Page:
Life & Letters

Correspondence

About this Item

Title: Walt Whitman to Richard Maurice Bucke, 14 July 1891

Date: July 14, 1891

Whitman Archive ID: loc.07988

Source: The Charles E. Feinberg Collection of the Papers of Walt Whitman, 1839–1919, Library of Congress, Washington, D.C. The transcription presented here is derived from Walt Whitman, The Correspondence, ed. Edwin Haviland Miller (New York: New York University Press, 1961–1977), 5:226. For a description of the editorial rationale behind our treatment of the correspondence, see our statement of editorial policy.

Contributors to digital file: Cristin Noonan, Andrew David King, Alex Ashland, and Stephanie Blalock




Camden N J—U S America1
P M
July 14 '91

Matters essentially ab't same with me—hot wave last 40 hours—but am getting along tolerably so far in it—good letters this mn'g f'm Bolton friends—O'D[onovan]2 comes every day (what the sculp'g will eventuate in the result will tell)—I eat blackberries—no Dr L[ongaker]3 now for four days—miss y'r letters here—so does H T[raubel]4—sit here by window as usual—


Walt Whitman


Correspondent:
Richard Maurice Bucke (1837–1902) was a Canadian physician and psychiatrist who grew close to Whitman after reading Leaves of Grass in 1867 (and later memorizing it) and meeting the poet in Camden a decade later. Even before meeting Whitman, Bucke claimed in 1872 that a reading of Leaves of Grass led him to experience "cosmic consciousness" and an overwhelming sense of epiphany. Bucke became the poet's first biographer with Walt Whitman (Philadelphia: David McKay, 1883), and he later served as one of his medical advisors and literary executors. For more on the relationship of Bucke and Whitman, see Howard Nelson, "Bucke, Richard Maurice," Walt Whitman: An Encyclopedia, ed. J.R. LeMaster and Donald D. Kummings (New York: Garland Publishing, 1998).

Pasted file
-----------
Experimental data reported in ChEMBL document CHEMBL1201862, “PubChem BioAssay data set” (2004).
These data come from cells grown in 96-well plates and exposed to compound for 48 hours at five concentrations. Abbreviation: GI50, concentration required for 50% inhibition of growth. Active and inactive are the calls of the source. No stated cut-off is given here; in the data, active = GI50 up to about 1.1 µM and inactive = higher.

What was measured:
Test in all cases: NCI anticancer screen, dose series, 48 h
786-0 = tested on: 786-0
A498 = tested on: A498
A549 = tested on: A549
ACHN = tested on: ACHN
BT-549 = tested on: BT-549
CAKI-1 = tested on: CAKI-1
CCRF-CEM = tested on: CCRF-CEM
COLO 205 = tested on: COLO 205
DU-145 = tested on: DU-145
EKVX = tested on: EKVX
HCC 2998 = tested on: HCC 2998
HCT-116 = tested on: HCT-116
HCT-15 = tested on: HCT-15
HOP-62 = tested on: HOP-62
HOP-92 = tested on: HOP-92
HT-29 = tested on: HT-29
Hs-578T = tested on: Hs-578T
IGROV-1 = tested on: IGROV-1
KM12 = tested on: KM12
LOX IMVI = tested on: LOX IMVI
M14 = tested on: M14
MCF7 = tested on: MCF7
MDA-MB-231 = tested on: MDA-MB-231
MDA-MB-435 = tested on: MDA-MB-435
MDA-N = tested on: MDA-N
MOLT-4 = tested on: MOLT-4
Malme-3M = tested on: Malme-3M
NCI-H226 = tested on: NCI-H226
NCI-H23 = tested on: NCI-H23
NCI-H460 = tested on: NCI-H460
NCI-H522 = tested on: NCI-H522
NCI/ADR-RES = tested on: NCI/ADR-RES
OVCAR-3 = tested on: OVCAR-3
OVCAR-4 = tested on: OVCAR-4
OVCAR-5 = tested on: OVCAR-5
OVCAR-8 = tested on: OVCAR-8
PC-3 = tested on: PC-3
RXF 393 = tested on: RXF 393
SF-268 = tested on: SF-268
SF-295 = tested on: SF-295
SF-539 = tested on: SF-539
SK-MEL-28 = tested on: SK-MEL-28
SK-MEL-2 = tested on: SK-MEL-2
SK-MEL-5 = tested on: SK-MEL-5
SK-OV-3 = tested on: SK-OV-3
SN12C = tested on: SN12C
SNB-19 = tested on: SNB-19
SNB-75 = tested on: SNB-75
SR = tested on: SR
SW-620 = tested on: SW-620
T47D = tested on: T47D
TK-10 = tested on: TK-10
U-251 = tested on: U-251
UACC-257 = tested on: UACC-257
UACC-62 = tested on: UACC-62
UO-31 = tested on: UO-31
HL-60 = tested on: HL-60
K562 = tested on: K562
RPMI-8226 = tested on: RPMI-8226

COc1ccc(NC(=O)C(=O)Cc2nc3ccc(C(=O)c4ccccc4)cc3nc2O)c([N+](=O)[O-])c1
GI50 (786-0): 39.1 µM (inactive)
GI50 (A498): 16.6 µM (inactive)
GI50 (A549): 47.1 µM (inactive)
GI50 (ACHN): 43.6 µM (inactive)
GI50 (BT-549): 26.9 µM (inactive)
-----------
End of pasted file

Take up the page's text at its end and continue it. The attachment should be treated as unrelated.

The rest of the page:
Notes:

1. This letter is addressed: Dr Bucke | care Mr Costelloe | 40 Grosvenor road | the Embankment | London England. It is postmarked: Camden, N.J. | Jul 14 | 6 PM | 91; Philadelphia, Pa. | Jul 14 | 9 PM | Paid. [back]

2. William Rudolph O'Donovan (1844–1920) was an American sculptor. was an American sculptor. He was an associate of American artist Thomas Eakins and accompanied Eakins to Whitman's Camden home and fashioned a large bust of Whitman. Whitman liked O'Donovan but did not care for the bust, which he found "too hunched" and the head "too broad" (Horace Traubel, With Walt Whitman in Camden, Wednesday, July 15, 1891). [back]

3. Daniel Longaker (1858–1949) was a Philadelphia physician who specialized in obstetrics. He became Whitman's doctor in early 1891 and provided treatment during the poet's final illness. Carol J. Singley reports that "Longaker enjoyed talking with Whitman about human nature and reflects that Whitman responded as well to their conversations as he did to medical remedies" ("Longaker, Dr. Daniel [1858–1949]," Walt Whitman: An Encyclopedia, ed. J.R.LeMaster and Donald D. Kummings [New York: Garland Publishing, 1998]). [back]

4. Horace L. Traubel (1858–1919) was an American essayist, poet, and magazine publisher. He is best remembered as the literary executor, biographer, and self-fashioned "spirit child" of Walt Whitman. During the mid-1880s and until Whitman's death in 1892, Traubel visited the poet virtually every day and took thorough notes of their conversations, which he later transcribed and published in three large volumes entitled With Walt Whitman in Camden (1906, 1908, & 1914). After his death, Traubel left behind enough manuscripts for six more volumes of the series, the final two of which were published in 1996. For more on Traubel, see Ed Folsom, "Traubel, Horace L. [1858–1919],"Walt Whitman: An Encyclopedia, ed. J.R. LeMaster and Donald D. Kummings (New York: Garland Publishing, 1998). [back]


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